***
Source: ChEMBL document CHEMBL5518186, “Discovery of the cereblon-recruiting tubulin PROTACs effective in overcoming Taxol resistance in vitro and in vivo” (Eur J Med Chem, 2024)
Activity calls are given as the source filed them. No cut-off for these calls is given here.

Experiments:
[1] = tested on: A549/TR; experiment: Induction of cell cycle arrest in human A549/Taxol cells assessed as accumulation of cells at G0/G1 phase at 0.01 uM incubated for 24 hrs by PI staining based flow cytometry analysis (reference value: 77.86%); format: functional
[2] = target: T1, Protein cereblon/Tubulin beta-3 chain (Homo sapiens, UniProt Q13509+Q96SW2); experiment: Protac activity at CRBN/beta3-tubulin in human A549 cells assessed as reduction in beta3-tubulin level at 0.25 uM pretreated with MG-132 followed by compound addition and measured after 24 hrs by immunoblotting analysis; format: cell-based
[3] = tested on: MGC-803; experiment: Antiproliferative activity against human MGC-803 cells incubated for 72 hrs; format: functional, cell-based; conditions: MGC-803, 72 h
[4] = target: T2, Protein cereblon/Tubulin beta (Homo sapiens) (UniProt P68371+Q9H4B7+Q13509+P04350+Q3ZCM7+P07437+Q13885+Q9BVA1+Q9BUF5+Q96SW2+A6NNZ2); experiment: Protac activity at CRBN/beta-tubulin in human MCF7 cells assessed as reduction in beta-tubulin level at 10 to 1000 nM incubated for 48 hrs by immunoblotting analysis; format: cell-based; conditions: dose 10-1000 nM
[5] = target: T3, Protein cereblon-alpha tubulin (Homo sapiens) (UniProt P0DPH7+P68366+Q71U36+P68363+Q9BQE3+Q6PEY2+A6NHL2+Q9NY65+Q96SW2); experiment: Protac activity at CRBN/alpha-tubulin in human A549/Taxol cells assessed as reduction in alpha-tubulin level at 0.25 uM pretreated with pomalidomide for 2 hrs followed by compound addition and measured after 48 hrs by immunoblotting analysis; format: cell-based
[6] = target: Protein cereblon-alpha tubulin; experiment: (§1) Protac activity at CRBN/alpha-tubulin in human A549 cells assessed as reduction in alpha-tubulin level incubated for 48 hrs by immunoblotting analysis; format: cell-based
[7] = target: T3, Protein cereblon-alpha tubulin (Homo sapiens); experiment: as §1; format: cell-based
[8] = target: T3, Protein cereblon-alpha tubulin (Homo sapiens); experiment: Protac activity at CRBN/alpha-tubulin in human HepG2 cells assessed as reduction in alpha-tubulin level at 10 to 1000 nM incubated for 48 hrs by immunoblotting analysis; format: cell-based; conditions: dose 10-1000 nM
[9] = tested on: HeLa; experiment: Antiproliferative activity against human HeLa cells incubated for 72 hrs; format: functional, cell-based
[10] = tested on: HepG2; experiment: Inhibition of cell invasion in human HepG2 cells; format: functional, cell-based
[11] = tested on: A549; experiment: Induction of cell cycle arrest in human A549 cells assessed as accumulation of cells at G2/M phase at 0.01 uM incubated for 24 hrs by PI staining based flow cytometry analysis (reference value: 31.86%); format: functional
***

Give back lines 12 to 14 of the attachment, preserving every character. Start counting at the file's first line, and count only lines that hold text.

[9] = tested on: HeLa; experiment: Antiproliferative activity against human HeLa cells incubated for 72 hrs; format: functional, cell-based
[10] = tested on: HepG2; experiment: Inhibition of cell invasion in human HepG2 cells; format: functional, cell-based
[11] = tested on: A549; experiment: Induction of cell cycle arrest in human A549 cells assessed as accumulation of cells at G2/M phase at 0.01 uM incubated for 24 hrs by PI staining based flow cytometry analysis (reference value: 31.86%); format: functional